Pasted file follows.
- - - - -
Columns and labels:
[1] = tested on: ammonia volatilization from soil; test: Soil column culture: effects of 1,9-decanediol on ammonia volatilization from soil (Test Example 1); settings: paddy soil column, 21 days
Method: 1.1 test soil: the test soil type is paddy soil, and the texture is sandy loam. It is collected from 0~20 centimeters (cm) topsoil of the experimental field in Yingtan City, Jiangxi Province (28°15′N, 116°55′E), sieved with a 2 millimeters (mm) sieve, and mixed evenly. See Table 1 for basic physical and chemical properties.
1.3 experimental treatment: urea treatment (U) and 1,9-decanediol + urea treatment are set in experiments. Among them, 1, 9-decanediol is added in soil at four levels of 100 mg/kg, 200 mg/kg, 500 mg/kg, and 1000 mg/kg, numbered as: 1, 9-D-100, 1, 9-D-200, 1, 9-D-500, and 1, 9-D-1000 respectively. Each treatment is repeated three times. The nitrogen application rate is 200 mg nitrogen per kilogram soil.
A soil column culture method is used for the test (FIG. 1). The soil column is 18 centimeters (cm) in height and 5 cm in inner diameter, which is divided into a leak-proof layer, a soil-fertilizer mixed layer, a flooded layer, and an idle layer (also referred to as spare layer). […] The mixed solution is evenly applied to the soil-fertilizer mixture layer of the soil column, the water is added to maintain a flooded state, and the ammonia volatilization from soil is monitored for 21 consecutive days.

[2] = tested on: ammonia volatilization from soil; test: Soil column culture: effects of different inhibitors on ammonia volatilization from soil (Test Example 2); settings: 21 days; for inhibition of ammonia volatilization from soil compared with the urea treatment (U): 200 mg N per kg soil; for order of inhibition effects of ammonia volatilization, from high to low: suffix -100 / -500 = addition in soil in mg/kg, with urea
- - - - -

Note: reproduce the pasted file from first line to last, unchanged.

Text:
Columns and labels:
[1] = tested on: ammonia volatilization from soil; test: Soil column culture: effects of 1,9-decanediol on ammonia volatilization from soil (Test Example 1); settings: paddy soil column, 21 days
Method: 1.1 test soil: the test soil type is paddy soil, and the texture is sandy loam. It is collected from 0~20 centimeters (cm) topsoil of the experimental field in Yingtan City, Jiangxi Province (28°15′N, 116°55′E), sieved with a 2 millimeters (mm) sieve, and mixed evenly. See Table 1 for basic physical and chemical properties.
1.3 experimental treatment: urea treatment (U) and 1,9-decanediol + urea treatment are set in experiments. Among them, 1, 9-decanediol is added in soil at four levels of 100 mg/kg, 200 mg/kg, 500 mg/kg, and 1000 mg/kg, numbered as: 1, 9-D-100, 1, 9-D-200, 1, 9-D-500, and 1, 9-D-1000 respectively. Each treatment is repeated three times. The nitrogen application rate is 200 mg nitrogen per kilogram soil.
A soil column culture method is used for the test (FIG. 1). The soil column is 18 centimeters (cm) in height and 5 cm in inner diameter, which is divided into a leak-proof layer, a soil-fertilizer mixed layer, a flooded layer, and an idle layer (also referred to as spare layer). […] The mixed solution is evenly applied to the soil-fertilizer mixture layer of the soil column, the water is added to maintain a flooded state, and the ammonia volatilization from soil is monitored for 21 consecutive days.

[2] = tested on: ammonia volatilization from soil; test: Soil column culture: effects of different inhibitors on ammonia volatilization from soil (Test Example 2); settings: 21 days; for inhibition of ammonia volatilization from soil compared with the urea treatment (U): 200 mg N per kg soil; for order of inhibition effects of ammonia volatilization, from high to low: suffix -100 / -500 = addition in soil in mg/kg, with urea